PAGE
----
inevitable collapse of the old North Korea?
Wednesday, August 9, 2006
call it a Stalinist state any more, don't even think of it any longer as
a pint-sized former Soviet Union. All around the world, the times are
changing, and nowhere is the change more quiet but also irrevocable than
in the one place where you had thought change had all but been outlawed,
if not imprisoned: North Korea.
is the astonishing and almost unbelievable picture painted by one of the
world's most incisive and informed experts on the Democratic People's
Republic of Korea. The master painter is Andrei Lankov, and his
cliché-shattering portrait of the land of Kim Jong Il (PDF) is to be
found across in the inaugural edition of Asia Policy.
Lankov is a senior lecturer from the prestigious Australian National
University, now on leave at Kookmin University in Seoul, capital of
South Korea. Asia Policy, published by The National Bureau of Asian
Research in Seattle, Washington, sports a board of editorial advisors --
from Stanford University's Richard Armacost to UC San Diego's Susan
Shirk -- that reads like a virtual Who's Who in the field of Asian
policy scholarship. If Lankov's ground-breaking essay is remotely
suggestive of the high standards to be expected from this new journal,
then Asia Policy has a good chance of becoming required reading across
the country and perhaps elsewhere in the world.
Lankov writes colorfully but carefully to create a sense of North Korea
as one of the most dynamically changing states on the face of the earth.
He writes of the country's youth from the best connected families
sporting "mod" haircuts and dressing like any other street-savvy South
Korean kid. He describes the stream -- more like a flood -- of steady if
technically illegal videotapes of South Korean soap operas and pop music
making their way northward (generally through China); of the
proliferation of mobile phones; of the enormous popularity of South
Korean goods of all kinds (patriotically priced on the street well above
similar Chinese goods); and of the rise of female North Korean
entrepreneurs, whether working in the country's growing service
industries or peddling their sexual favors in the old fashioned way to
"newly rich and corrupt minor officials."
Lankov notes that the rise of the private entrepreneur was a survival
necessity in the aftermath of the series of devastating famines in the
nineties and the evaporation of Soviet aid after communism collapsed in
Russia. The emerging economy is a trade-driven, feral struggle to live:
"Those who could not trade are long dead," he quotes a North Korean
source as saying, "and [now] we are only left with survivors hanging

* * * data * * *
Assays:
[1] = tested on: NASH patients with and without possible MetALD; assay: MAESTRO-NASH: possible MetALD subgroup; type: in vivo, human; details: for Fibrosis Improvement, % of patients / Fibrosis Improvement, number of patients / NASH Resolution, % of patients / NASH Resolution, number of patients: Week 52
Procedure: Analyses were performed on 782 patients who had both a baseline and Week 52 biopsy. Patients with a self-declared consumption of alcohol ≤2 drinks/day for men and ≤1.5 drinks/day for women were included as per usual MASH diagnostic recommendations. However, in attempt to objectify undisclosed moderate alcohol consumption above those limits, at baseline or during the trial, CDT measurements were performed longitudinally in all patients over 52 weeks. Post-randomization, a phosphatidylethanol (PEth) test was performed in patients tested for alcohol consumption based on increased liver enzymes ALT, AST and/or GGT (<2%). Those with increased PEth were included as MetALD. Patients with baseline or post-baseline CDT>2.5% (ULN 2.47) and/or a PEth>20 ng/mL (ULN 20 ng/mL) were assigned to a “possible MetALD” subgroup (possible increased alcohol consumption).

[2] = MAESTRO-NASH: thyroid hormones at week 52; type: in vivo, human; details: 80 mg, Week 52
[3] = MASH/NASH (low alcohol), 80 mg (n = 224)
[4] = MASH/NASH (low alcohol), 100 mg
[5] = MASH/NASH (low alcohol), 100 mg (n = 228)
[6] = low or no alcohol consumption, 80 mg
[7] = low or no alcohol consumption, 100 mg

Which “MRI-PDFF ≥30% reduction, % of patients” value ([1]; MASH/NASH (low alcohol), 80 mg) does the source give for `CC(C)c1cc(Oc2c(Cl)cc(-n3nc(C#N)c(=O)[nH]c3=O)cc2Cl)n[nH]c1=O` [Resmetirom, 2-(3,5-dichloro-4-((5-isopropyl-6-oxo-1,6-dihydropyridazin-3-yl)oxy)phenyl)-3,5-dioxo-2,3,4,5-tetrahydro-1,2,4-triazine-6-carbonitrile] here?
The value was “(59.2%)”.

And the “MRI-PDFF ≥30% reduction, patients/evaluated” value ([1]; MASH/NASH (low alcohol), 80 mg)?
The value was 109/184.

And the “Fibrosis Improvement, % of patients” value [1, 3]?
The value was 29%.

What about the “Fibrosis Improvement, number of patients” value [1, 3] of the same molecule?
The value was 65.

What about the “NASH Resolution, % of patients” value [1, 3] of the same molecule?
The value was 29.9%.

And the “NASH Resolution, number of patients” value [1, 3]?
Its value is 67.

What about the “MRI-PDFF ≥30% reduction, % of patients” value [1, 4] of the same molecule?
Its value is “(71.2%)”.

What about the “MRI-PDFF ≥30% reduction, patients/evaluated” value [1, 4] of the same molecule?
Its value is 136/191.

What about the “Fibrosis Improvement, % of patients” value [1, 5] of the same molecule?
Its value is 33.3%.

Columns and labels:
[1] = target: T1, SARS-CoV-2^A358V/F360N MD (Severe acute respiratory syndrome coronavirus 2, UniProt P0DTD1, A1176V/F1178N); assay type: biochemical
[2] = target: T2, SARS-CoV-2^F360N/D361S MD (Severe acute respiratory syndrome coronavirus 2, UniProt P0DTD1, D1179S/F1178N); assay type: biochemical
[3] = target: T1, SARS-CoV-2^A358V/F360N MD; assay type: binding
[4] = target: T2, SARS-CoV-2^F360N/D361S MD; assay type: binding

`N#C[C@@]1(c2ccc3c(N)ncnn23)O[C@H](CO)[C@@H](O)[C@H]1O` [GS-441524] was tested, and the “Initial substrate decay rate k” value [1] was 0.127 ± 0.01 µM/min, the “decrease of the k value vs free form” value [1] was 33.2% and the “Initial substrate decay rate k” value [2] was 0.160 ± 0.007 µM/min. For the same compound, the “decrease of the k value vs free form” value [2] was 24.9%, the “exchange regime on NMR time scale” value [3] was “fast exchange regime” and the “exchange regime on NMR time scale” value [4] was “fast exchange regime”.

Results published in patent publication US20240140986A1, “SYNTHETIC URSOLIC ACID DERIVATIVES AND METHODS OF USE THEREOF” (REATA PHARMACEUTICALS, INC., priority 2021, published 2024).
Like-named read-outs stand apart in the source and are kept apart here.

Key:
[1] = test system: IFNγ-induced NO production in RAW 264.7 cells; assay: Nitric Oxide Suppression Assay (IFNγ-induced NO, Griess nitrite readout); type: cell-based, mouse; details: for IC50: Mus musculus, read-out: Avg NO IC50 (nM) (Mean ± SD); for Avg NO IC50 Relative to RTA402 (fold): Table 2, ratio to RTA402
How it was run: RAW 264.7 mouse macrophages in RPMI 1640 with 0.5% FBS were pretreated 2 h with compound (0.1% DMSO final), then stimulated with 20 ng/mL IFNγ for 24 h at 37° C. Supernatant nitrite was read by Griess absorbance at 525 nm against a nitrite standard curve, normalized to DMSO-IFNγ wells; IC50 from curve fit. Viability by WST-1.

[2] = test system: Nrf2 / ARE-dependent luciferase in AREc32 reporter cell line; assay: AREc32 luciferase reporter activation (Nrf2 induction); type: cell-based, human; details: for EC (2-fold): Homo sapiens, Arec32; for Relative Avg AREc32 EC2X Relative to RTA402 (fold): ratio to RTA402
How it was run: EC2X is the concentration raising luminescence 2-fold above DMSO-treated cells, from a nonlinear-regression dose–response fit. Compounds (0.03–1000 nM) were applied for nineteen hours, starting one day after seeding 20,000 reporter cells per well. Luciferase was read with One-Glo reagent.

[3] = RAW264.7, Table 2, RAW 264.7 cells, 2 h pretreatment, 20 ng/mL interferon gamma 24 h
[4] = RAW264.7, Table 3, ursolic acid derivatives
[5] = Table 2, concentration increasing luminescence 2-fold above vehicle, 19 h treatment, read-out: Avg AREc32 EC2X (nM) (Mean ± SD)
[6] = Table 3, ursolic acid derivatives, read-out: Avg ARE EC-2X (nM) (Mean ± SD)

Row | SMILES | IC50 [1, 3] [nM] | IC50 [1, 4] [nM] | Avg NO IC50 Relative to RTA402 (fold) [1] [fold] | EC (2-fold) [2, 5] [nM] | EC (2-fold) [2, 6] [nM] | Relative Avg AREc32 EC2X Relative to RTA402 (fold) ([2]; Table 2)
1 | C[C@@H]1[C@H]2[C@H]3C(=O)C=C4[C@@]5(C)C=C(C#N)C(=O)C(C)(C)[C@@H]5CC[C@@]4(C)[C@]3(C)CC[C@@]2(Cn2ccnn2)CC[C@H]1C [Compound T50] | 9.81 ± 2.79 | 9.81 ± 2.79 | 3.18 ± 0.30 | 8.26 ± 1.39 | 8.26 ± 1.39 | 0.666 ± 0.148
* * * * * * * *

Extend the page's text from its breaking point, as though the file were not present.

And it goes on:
well-regarded Australian scholar adds: "These market operators now boast
large fortunes of several hundreds of thousands of dollars. While such
sums are still well below the fortunes attained by
cadres-turned-capitalists in China and the former USSR, they are still
unimaginably large by North Korean standards, and especially by the
standards of a Stalinist state with its emphasis on income equality."
policy implication of Lankov's explosive essay is obvious. Economic
exchanges are opening up North Korea as never before, and so more such
exchanges will only accelerate the further opening up of this otherwise
miserable nation, bringing it closer to more normal integration into the
world economic system and perhaps even closer to some kind of
co-federation with the capitalistic South.
last quote from this scholar: "Such exchanges should be encouraged, as
they expose North Koreans to the wider world and show them the
prosperity and freedom they are deprived of at home. The privileged
North Koreans who are allowed to travel overseas and interact with
foreigners inside the country are increasingly dissatisfied with their
government. Such determination in the USSR eventually produced
Lankov doesn't quite predict it, so let me go the final mile: North
Korea, if his analysis is correct, can no longer stand as it is. Regime
change needs not to be produced by sudden military action but by
continual, patient, steady economic interaction. Collapse and oblivion
of the current regime is the only way out for the North Koreans.
time -- in a year, in five, but not much longer than that, surely -- the
end will come. Koreans, by nature, are survivors. This includes those in
the North especially. They cannot possibly hope to survive in the old
way so some kind of irretrievable evolution -- and perhaps even
revolution -- is in the destiny of North Korea. God knows the people
there deserve a break.